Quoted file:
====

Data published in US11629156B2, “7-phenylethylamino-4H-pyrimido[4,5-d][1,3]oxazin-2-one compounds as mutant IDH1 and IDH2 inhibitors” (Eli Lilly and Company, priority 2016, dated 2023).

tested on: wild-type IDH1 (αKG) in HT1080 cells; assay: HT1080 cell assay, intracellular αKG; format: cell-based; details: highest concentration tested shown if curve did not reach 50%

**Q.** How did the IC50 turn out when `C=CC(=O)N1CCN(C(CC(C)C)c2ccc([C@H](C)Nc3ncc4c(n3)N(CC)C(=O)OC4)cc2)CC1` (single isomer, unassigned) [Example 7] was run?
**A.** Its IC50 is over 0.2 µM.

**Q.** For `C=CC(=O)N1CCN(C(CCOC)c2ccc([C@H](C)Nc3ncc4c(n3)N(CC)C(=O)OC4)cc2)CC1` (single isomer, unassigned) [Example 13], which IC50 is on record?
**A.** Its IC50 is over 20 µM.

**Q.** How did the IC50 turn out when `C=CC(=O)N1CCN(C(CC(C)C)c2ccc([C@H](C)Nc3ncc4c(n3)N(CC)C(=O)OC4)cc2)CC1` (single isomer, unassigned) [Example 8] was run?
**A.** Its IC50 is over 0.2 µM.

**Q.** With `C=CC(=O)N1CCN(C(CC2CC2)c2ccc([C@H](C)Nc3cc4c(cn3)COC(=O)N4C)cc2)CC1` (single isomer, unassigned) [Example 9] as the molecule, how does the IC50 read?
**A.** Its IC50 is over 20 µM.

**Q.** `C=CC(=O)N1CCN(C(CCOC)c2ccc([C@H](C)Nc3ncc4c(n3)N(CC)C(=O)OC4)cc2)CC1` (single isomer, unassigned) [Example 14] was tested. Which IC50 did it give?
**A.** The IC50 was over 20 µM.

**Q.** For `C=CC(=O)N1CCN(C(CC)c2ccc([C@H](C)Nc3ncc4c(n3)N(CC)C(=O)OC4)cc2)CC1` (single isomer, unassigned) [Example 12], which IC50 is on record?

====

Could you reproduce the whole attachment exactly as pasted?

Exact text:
Data published in US11629156B2, “7-phenylethylamino-4H-pyrimido[4,5-d][1,3]oxazin-2-one compounds as mutant IDH1 and IDH2 inhibitors” (Eli Lilly and Company, priority 2016, dated 2023).

tested on: wild-type IDH1 (αKG) in HT1080 cells; assay: HT1080 cell assay, intracellular αKG; format: cell-based; details: highest concentration tested shown if curve did not reach 50%

**Q.** How did the IC50 turn out when `C=CC(=O)N1CCN(C(CC(C)C)c2ccc([C@H](C)Nc3ncc4c(n3)N(CC)C(=O)OC4)cc2)CC1` (single isomer, unassigned) [Example 7] was run?
**A.** Its IC50 is over 0.2 µM.

**Q.** For `C=CC(=O)N1CCN(C(CCOC)c2ccc([C@H](C)Nc3ncc4c(n3)N(CC)C(=O)OC4)cc2)CC1` (single isomer, unassigned) [Example 13], which IC50 is on record?
**A.** Its IC50 is over 20 µM.

**Q.** How did the IC50 turn out when `C=CC(=O)N1CCN(C(CC(C)C)c2ccc([C@H](C)Nc3ncc4c(n3)N(CC)C(=O)OC4)cc2)CC1` (single isomer, unassigned) [Example 8] was run?
**A.** Its IC50 is over 0.2 µM.

**Q.** With `C=CC(=O)N1CCN(C(CC2CC2)c2ccc([C@H](C)Nc3cc4c(cn3)COC(=O)N4C)cc2)CC1` (single isomer, unassigned) [Example 9] as the molecule, how does the IC50 read?
**A.** Its IC50 is over 20 µM.

**Q.** `C=CC(=O)N1CCN(C(CCOC)c2ccc([C@H](C)Nc3ncc4c(n3)N(CC)C(=O)OC4)cc2)CC1` (single isomer, unassigned) [Example 14] was tested. Which IC50 did it give?
**A.** The IC50 was over 20 µM.

**Q.** For `C=CC(=O)N1CCN(C(CC)c2ccc([C@H](C)Nc3ncc4c(n3)N(CC)C(=O)OC4)cc2)CC1` (single isomer, unassigned) [Example 12], which IC50 is on record?